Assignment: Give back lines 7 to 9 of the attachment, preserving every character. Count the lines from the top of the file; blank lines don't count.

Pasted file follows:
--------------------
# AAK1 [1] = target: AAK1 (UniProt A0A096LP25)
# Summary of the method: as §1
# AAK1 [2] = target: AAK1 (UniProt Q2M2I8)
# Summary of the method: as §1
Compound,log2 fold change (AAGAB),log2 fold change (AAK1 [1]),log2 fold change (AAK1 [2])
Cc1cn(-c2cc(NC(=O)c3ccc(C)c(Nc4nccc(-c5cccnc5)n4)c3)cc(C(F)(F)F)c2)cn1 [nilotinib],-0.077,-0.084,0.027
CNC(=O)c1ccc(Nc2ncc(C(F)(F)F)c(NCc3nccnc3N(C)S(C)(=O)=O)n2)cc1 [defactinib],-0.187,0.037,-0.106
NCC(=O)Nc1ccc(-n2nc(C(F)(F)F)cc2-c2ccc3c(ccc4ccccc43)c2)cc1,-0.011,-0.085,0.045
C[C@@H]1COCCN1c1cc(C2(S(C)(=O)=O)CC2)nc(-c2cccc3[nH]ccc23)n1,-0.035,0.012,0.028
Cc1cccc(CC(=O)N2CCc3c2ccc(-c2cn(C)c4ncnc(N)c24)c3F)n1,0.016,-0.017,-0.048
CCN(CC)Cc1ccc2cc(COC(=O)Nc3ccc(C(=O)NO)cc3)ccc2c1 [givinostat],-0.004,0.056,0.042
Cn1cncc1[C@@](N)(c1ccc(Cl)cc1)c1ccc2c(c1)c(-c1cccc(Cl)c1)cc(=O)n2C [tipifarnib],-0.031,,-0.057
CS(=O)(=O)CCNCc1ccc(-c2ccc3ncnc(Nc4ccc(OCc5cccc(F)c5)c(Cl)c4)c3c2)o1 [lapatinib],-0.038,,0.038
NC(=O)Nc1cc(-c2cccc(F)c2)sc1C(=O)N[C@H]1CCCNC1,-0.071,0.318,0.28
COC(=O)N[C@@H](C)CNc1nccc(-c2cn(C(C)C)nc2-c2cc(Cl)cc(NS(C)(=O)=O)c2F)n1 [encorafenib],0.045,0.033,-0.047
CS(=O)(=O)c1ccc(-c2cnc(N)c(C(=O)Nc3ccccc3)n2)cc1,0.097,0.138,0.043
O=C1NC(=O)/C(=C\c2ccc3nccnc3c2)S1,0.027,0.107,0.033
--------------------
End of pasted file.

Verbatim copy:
CNC(=O)c1ccc(Nc2ncc(C(F)(F)F)c(NCc3nccnc3N(C)S(C)(=O)=O)n2)cc1 [defactinib],-0.187,0.037,-0.106
NCC(=O)Nc1ccc(-n2nc(C(F)(F)F)cc2-c2ccc3c(ccc4ccccc43)c2)cc1,-0.011,-0.085,0.045
C[C@@H]1COCCN1c1cc(C2(S(C)(=O)=O)CC2)nc(-c2cccc3[nH]ccc23)n1,-0.035,0.012,0.028